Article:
The Owen factory closing (“Last Owen factory closing,’’ June 28 AC-T) raises an important question. In a civilized society, should workers have rights beyond those of raw materials and machines?
Owen management had no problems with its outstanding workers. Owen had to close — like so many other manufacturers — because of low-wage foreign competition. Of course, in the 1920s, the company left higher-wage Massachusetts “seeking cheaper land, labor and proximity to cotton.”
Certainly no one questions the rights of a company to seek lower costs by relocating to take advantage of cheaper raw materials or to be in the center of distribution. This makes economic sense. But to what extent should government give companies the right to go where there are desperate people willing to work for low wages and under bad working conditions?
Throughout much of the past century, low-wage states benefited from the relatively free labor market that allowed manufacturers to leave high-wage states. Fortunately, we had a growing, robust economy, and the federal government set national wage and work standards that minimized interstate competition for industry. As a result, community disruptions weren’t severe in states that lost industry.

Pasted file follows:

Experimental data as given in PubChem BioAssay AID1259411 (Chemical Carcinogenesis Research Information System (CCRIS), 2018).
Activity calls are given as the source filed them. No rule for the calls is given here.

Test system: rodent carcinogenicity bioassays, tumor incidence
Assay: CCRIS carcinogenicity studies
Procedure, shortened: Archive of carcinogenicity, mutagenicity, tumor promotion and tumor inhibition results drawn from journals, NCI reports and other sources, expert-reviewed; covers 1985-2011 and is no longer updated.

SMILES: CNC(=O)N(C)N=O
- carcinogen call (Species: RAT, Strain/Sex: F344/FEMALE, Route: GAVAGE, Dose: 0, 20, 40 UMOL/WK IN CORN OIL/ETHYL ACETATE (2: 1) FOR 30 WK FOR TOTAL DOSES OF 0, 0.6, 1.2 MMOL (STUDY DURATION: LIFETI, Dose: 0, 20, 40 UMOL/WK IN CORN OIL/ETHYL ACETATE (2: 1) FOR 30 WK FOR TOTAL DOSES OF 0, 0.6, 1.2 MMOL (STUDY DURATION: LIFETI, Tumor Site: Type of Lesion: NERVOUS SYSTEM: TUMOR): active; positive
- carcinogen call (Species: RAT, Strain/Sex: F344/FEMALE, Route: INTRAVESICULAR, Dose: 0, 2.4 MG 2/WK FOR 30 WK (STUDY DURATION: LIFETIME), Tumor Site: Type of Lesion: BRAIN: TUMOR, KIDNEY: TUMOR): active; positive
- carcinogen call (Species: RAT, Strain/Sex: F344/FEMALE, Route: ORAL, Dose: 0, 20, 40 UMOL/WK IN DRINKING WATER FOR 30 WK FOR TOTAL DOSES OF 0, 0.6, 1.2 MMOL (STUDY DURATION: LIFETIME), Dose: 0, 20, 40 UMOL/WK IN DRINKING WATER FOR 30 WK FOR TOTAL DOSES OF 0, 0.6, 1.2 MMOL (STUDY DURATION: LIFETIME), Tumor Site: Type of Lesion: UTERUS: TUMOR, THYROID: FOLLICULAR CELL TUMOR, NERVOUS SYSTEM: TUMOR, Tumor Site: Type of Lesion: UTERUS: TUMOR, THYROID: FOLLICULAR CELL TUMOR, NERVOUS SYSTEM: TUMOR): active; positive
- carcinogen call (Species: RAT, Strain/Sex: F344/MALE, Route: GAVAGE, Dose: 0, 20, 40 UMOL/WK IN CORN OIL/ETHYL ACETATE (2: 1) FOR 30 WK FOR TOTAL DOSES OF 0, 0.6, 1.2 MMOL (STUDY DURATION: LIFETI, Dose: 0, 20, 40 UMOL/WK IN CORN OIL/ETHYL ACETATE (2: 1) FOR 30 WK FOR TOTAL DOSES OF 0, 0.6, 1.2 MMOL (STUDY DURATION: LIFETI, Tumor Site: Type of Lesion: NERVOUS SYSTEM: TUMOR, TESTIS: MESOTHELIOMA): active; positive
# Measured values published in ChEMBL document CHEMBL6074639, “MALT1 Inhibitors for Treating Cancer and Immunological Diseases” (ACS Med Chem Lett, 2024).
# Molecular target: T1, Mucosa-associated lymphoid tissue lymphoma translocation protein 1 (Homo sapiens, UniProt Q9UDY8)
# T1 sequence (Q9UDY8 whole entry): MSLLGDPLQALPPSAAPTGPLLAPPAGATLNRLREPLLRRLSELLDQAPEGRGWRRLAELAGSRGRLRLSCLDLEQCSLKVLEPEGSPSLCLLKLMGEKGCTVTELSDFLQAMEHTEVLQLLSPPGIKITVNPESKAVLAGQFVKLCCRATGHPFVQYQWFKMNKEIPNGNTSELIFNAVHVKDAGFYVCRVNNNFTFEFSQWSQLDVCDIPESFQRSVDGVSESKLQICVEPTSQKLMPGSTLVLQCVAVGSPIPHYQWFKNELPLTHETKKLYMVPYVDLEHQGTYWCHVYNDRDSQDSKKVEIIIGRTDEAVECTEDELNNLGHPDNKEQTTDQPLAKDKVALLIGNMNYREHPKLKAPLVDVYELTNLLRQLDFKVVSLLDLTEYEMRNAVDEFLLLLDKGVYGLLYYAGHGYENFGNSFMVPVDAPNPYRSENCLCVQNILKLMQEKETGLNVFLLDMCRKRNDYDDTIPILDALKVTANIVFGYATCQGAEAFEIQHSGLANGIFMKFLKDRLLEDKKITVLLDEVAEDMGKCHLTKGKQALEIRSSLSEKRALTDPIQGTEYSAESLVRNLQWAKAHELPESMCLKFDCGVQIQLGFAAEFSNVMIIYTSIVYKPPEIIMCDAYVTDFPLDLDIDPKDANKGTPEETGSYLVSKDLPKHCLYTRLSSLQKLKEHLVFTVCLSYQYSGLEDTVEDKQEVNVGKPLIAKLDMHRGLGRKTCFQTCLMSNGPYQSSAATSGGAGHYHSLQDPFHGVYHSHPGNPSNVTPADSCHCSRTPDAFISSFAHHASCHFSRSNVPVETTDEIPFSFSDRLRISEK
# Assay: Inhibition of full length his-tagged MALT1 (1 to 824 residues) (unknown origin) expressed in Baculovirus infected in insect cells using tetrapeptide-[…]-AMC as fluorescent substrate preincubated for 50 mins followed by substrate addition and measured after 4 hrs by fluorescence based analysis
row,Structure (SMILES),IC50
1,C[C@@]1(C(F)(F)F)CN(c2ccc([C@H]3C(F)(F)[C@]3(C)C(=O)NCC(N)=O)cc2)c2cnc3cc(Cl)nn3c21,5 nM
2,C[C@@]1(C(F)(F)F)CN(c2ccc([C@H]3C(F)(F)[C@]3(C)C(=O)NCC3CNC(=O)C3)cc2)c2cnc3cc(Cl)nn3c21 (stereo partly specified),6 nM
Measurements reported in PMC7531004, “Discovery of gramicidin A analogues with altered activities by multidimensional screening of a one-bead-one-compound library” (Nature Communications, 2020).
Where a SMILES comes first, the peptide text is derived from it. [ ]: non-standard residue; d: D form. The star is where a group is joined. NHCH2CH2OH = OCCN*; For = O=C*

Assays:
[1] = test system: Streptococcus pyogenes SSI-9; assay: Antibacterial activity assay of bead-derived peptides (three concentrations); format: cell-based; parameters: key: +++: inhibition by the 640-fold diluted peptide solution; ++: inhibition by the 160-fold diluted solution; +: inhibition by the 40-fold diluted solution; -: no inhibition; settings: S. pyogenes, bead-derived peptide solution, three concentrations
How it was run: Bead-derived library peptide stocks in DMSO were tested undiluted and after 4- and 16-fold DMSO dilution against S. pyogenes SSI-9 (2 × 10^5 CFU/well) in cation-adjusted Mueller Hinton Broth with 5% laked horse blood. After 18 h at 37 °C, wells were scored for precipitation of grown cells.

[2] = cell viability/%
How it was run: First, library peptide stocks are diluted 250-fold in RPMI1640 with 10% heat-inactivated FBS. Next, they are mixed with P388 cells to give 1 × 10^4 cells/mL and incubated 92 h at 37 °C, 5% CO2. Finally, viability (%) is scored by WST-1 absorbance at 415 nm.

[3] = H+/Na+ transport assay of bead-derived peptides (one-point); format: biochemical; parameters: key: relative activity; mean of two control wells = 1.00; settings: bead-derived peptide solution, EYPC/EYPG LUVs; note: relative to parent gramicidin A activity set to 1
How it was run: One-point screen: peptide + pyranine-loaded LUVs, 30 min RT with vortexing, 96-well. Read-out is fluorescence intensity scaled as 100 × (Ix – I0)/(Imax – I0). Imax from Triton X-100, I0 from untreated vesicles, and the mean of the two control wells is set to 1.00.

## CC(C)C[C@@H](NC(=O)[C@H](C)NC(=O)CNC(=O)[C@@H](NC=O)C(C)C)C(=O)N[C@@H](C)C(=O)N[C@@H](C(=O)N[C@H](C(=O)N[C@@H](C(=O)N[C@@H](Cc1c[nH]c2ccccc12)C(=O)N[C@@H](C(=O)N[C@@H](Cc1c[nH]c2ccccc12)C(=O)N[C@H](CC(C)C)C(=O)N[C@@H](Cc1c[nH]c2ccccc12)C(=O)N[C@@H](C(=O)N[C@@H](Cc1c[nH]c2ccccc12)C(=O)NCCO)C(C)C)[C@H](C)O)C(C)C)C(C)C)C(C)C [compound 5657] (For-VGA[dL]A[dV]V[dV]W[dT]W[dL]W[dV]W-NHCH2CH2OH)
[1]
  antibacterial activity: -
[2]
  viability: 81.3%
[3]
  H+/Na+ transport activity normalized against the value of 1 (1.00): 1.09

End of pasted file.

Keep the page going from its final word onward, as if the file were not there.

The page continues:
Today, the situation is different. Our entire nation is on the losing side because other nations are providing lower-wage workers with few or no workplace protections. The world economy is not only not robust, it’s a basket case. In addition, there is no world government to set minimum standards for the treatment of workers. Result: international competition in a race to the bottom for the world’s workers.
Those in right-to-work states who previously thought it was a good idea to give corporations the right to pit states against each other in offering cheaper labor now see the same ideology used against them. Since 1980 the U.S. has implemented policies that gave corporations the right to pit nations against each — and all states, right-to-work included, are suffering.
Part of the 1972 Republican platform stated: “We deplore the practice of locating plants in foreign countries solely to take advantage of low wage rates in order to produce goods primarily for sale in the United States. We will take action to discourage such unfair and disruptive practices that result in the loss of American jobs.” Incredibly, that’s from today’s premier free-market political party.
All this is not to criticize Owen for closing its financially uncompetitive factory. It is, however, an indictment of those who vote for politicians who enact national legislation that equates working-class citizens with raw materials or machines: expenses to be minimized.
Chuck Kelly is author of “Farewell Fantasyland: Time for Political and Economic Reality” and lives in Burnsville. He can be reached at firstname.lastname@example.org